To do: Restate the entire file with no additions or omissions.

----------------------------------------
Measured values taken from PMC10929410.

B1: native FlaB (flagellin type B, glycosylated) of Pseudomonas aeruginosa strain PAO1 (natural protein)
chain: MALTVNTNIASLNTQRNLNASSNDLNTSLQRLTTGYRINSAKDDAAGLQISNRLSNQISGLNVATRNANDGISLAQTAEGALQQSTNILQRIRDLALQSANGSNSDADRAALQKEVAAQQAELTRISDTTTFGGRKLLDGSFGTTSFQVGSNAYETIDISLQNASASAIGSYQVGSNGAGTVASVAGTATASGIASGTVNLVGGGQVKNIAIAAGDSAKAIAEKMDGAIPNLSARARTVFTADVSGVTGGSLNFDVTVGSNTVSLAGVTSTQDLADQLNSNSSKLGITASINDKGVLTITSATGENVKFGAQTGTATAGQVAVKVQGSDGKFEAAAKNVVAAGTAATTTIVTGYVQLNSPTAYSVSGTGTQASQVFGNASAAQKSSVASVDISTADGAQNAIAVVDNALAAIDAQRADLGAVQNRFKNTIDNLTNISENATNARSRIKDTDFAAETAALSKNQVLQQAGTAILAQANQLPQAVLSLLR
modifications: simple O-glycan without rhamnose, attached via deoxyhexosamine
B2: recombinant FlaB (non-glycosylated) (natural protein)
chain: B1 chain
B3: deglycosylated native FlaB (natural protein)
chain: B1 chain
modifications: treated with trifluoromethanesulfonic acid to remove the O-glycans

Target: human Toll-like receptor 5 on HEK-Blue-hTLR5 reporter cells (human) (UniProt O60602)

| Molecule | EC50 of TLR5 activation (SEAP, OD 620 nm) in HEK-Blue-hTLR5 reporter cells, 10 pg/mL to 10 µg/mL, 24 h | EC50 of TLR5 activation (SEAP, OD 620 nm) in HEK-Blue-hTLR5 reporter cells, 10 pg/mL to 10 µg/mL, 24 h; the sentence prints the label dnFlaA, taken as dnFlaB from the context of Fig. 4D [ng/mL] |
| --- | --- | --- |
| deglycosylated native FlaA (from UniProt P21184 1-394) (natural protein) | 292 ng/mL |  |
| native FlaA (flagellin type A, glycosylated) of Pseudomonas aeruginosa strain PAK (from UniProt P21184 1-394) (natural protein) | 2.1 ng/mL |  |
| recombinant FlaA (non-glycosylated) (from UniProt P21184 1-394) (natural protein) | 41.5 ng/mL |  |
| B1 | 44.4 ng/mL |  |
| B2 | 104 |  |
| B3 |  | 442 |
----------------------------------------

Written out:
Measured values taken from PMC10929410.

B1: native FlaB (flagellin type B, glycosylated) of Pseudomonas aeruginosa strain PAO1 (natural protein)
chain: MALTVNTNIASLNTQRNLNASSNDLNTSLQRLTTGYRINSAKDDAAGLQISNRLSNQISGLNVATRNANDGISLAQTAEGALQQSTNILQRIRDLALQSANGSNSDADRAALQKEVAAQQAELTRISDTTTFGGRKLLDGSFGTTSFQVGSNAYETIDISLQNASASAIGSYQVGSNGAGTVASVAGTATASGIASGTVNLVGGGQVKNIAIAAGDSAKAIAEKMDGAIPNLSARARTVFTADVSGVTGGSLNFDVTVGSNTVSLAGVTSTQDLADQLNSNSSKLGITASINDKGVLTITSATGENVKFGAQTGTATAGQVAVKVQGSDGKFEAAAKNVVAAGTAATTTIVTGYVQLNSPTAYSVSGTGTQASQVFGNASAAQKSSVASVDISTADGAQNAIAVVDNALAAIDAQRADLGAVQNRFKNTIDNLTNISENATNARSRIKDTDFAAETAALSKNQVLQQAGTAILAQANQLPQAVLSLLR
modifications: simple O-glycan without rhamnose, attached via deoxyhexosamine
B2: recombinant FlaB (non-glycosylated) (natural protein)
chain: B1 chain
B3: deglycosylated native FlaB (natural protein)
chain: B1 chain
modifications: treated with trifluoromethanesulfonic acid to remove the O-glycans

Target: human Toll-like receptor 5 on HEK-Blue-hTLR5 reporter cells (human) (UniProt O60602)

| Molecule | EC50 of TLR5 activation (SEAP, OD 620 nm) in HEK-Blue-hTLR5 reporter cells, 10 pg/mL to 10 µg/mL, 24 h | EC50 of TLR5 activation (SEAP, OD 620 nm) in HEK-Blue-hTLR5 reporter cells, 10 pg/mL to 10 µg/mL, 24 h; the sentence prints the label dnFlaA, taken as dnFlaB from the context of Fig. 4D [ng/mL] |
| --- | --- | --- |
| deglycosylated native FlaA (from UniProt P21184 1-394) (natural protein) | 292 ng/mL |  |
| native FlaA (flagellin type A, glycosylated) of Pseudomonas aeruginosa strain PAK (from UniProt P21184 1-394) (natural protein) | 2.1 ng/mL |  |
| recombinant FlaA (non-glycosylated) (from UniProt P21184 1-394) (natural protein) | 41.5 ng/mL |  |
| B1 | 44.4 ng/mL |  |
| B2 | 104 |  |
| B3 |  | 442 |